“No good movie is too long. No bad movie is short enough.” Banded about perhaps more than any other on my Twitter timeline in the wake of Roger Ebert’s death, this quote struck me as the most succinct summation of my experience of writing this weekly column, which was first published precisely one year ago. I’ve wondered for a while now, in the approach to this milestone, what I might say to mark it, what words I might offer to summate the experience of 53 Sundays and 578 films. In the spirit of Ebert’s unabashed honesty, I will say that there have been too many bad movies, none of them short enough, to allow me to claim that it’s been a consistent pleasure.
I was in the midst of writing a review when I learned of his passing, and it occurred to me how both of these actions seemed equally indebted to his birth. It’s hyperbolic, of course: he was not the sole influence on my attraction to criticism—that was the movies themselves—but he was implicit in my learning how to be a critic. I remember with a fondness I would never have imagined at the time staring at the flickering cursor on a blank white screen and willing the words to appear to express the things each film had made me feel. So many were the times I turned to his reviews for inspiration. How had he approached this film? Where did he start? What did he think to say, and how did he think to say it? Like any fledgling writer, I found my voice through mimicking another’s, and departing from it one tiny step at a time. He taught me most of all that there was no formula for writing a review; it should be as new and different an experience as is each film, guided less by some formal shape as it is by the shape of the impression the film leaves on the viewer.
He was one of the small group of critics whose philosophy informed my own, particularly at that transitive time where I came to view movies less as weekend entertainment than as impactful art, and—crucially—when I came to understand that communicating my burgeoning love of them was as valid and as valuable a calling in life as anything else. It was through his relentless belief in the incomparable influence a great movie could make on our lives, and through seeing that influence being made in every last person he turned toward such an experience—myself more than once included—that I saw there was no shame in wanting to spend every spare second of my own life seeking out such experiences and bringing them to others. Few understood this when I opted to go to college to study film, and that’s alright: I almost didn’t myself. I’ll always fondly recall the first time my family came to visit. My mother, seeing how happy I was, understanding—perhaps for the first time—that my devotion to this path was entire, gave me one of his books and told me to one day write my own.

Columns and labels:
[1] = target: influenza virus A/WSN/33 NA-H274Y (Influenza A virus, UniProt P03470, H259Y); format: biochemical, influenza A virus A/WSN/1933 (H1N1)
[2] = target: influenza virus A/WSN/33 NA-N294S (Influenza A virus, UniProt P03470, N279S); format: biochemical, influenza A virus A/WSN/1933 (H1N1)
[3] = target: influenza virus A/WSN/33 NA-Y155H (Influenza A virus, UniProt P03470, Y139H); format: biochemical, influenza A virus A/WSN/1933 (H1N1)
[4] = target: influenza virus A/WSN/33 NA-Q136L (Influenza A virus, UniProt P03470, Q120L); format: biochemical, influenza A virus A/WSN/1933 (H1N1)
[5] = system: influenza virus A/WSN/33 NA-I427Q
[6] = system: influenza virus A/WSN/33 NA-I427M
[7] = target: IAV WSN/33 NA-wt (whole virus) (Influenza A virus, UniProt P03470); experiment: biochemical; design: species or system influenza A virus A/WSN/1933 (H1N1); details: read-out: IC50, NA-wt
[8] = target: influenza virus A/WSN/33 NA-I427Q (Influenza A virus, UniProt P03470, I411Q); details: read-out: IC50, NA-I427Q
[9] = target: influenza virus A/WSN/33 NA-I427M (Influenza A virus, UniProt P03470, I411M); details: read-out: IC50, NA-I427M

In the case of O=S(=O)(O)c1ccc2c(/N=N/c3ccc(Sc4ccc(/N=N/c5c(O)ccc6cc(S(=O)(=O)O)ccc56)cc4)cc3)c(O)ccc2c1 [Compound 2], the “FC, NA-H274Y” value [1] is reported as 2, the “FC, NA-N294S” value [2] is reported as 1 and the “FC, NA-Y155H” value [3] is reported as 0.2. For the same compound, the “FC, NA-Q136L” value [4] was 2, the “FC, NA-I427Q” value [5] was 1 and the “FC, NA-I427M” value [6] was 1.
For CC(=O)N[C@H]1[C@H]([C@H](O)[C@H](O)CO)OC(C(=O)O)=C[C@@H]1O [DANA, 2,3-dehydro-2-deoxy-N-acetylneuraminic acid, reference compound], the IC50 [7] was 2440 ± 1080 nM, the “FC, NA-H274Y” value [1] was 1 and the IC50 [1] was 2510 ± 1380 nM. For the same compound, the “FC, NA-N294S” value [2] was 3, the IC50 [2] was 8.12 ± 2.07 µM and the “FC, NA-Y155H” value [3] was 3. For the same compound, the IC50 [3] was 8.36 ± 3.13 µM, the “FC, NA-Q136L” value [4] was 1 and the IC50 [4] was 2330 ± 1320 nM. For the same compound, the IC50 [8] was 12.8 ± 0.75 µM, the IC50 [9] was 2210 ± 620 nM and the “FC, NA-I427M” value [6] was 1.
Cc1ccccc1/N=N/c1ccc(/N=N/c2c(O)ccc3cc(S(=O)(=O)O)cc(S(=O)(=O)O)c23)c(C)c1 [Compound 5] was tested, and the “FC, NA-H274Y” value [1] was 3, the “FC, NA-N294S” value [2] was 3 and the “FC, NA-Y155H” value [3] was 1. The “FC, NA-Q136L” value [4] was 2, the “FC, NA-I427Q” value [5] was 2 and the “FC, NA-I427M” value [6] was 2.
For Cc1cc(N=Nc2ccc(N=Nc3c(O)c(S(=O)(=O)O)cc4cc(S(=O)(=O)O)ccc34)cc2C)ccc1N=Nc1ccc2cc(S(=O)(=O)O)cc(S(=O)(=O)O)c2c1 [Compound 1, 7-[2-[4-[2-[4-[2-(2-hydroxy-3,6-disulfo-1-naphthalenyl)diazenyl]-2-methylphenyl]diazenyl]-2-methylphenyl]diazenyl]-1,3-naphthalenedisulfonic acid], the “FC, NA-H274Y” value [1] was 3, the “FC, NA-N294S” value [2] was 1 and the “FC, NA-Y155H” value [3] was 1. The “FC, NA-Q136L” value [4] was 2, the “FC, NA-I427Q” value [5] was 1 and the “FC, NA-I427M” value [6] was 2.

I am both too young and too un-American to have known him for his television appearances. It was through his remarkable adaptation to the internet that I came to encounter his work: the treasure trove of reviews his website offered, each given prime position on the respective films’ IMDb pages; the myriad blog posts, tailoring his wittily incisive takes on cinema to all other avenues of life; the indomitable social media presence, through which he saw fit to embrace video on demand with more warmth and wisdom than any of his peers. His Facebook fans will know well the Netflix recommendations he made nightly before taking to bed, turning his thumbs to a new distribution model that finally allowed his readers the consistent access to a range of world cinema and documentary that theatres had scarcely provided. I felt such pangs of pride when my weekly picks would coincide with one of his recommendations, and such stern indignation when he would instead tout something I saw as inferior. Even in disagreement he spurred me on, prompting me to voice my opinion all the louder.
Through all the bad movies, never short enough, endured in the year I’ve written this column, there has been nothing to overturn the elative sense of triumph when a reader takes a recommendation to heart and finds in it the same transcendent power for which I felt compelled to champion it. “We must try to contribute joy to the world,” Ebert wrote in his memoir Life Itself. It is because of him that I know this can be achieved by something as simple as suggesting somebody watch a movie. A week ago I did not know what I would say to mark this milestone. Now, in an effort to say how important he was to my reaching it at all, I have said too much. With his death, casting as big a shadow over all subsequent film criticism as did his life, Ebert again gives me words and the will to write them. Of the 21 films on offer this week, he reviewed all but three. On several we disagree, but on the best we are unanimous. Two were inducted to his Great Movies selection, and between these two I struggle to choose my primary recommendation. I will read his essays, and in them—as in every word of his I ever read, whether agreed with or not—I will find inspiration.